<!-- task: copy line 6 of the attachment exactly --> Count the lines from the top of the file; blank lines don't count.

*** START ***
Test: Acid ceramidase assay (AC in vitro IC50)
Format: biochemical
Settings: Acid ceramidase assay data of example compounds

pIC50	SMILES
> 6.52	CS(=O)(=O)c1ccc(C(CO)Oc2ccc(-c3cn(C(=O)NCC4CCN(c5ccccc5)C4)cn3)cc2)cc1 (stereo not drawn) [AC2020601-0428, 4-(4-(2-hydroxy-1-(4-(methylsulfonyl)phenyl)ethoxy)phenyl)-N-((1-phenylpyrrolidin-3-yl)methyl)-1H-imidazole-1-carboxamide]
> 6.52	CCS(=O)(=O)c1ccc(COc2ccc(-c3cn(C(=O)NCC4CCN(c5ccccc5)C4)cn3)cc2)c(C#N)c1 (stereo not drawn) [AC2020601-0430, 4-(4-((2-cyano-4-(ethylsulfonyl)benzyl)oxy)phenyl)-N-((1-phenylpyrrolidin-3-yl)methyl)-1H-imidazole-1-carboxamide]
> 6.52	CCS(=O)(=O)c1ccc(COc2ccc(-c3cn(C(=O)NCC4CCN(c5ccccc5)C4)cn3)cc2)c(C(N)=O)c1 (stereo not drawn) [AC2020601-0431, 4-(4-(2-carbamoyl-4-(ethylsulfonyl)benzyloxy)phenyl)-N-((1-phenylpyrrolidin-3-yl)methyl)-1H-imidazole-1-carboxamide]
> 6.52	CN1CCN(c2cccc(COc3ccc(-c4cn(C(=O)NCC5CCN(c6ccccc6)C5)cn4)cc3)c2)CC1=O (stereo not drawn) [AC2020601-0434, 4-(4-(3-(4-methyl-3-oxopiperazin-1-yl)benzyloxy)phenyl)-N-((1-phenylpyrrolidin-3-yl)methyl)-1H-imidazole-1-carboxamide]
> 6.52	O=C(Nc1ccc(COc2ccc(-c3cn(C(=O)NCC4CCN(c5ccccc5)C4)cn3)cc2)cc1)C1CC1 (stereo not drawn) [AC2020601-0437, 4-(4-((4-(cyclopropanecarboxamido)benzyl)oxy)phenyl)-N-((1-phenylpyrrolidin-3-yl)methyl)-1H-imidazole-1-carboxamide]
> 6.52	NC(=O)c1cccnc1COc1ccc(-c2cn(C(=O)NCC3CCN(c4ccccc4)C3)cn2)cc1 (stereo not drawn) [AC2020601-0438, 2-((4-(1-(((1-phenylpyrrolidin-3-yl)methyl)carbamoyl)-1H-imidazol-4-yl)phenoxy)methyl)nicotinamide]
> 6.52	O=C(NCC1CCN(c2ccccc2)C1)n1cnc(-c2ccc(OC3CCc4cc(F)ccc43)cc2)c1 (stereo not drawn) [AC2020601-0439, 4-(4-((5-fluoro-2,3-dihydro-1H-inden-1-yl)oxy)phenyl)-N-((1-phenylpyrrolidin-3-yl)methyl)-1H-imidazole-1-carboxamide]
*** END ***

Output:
> 6.52	CCS(=O)(=O)c1ccc(COc2ccc(-c3cn(C(=O)NCC4CCN(c5ccccc5)C4)cn3)cc2)c(C#N)c1 (stereo not drawn) [AC2020601-0430, 4-(4-((2-cyano-4-(ethylsulfonyl)benzyl)oxy)phenyl)-N-((1-phenylpyrrolidin-3-yl)methyl)-1H-imidazole-1-carboxamide]